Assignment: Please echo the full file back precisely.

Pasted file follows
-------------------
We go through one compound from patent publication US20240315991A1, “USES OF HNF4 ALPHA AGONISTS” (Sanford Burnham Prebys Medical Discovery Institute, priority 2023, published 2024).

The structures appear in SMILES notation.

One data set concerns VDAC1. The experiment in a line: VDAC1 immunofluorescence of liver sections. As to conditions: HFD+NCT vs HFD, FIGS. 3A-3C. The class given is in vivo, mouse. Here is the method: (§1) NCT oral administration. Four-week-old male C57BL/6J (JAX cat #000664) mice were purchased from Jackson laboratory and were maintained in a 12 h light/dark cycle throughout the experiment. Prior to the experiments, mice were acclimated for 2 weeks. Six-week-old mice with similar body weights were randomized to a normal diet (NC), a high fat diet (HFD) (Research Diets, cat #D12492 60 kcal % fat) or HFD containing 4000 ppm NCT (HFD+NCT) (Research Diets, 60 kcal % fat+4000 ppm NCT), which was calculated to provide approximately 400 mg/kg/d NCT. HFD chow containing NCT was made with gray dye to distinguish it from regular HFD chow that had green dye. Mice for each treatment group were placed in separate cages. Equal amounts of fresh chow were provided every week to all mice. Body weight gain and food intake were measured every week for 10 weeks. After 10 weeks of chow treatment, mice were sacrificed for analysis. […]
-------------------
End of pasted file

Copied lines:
We go through one compound from patent publication US20240315991A1, “USES OF HNF4 ALPHA AGONISTS” (Sanford Burnham Prebys Medical Discovery Institute, priority 2023, published 2024).

The structures appear in SMILES notation.

One data set concerns VDAC1. The experiment in a line: VDAC1 immunofluorescence of liver sections. As to conditions: HFD+NCT vs HFD, FIGS. 3A-3C. The class given is in vivo, mouse. Here is the method: (§1) NCT oral administration. Four-week-old male C57BL/6J (JAX cat #000664) mice were purchased from Jackson laboratory and were maintained in a 12 h light/dark cycle throughout the experiment. Prior to the experiments, mice were acclimated for 2 weeks. Six-week-old mice with similar body weights were randomized to a normal diet (NC), a high fat diet (HFD) (Research Diets, cat #D12492 60 kcal % fat) or HFD containing 4000 ppm NCT (HFD+NCT) (Research Diets, 60 kcal % fat+4000 ppm NCT), which was calculated to provide approximately 400 mg/kg/d NCT. HFD chow containing NCT was made with gray dye to distinguish it from regular HFD chow that had green dye. Mice for each treatment group were placed in separate cages. Equal amounts of fresh chow were provided every week to all mice. Body weight gain and food intake were measured every week for 10 weeks. After 10 weeks of chow treatment, mice were sacrificed for analysis. […]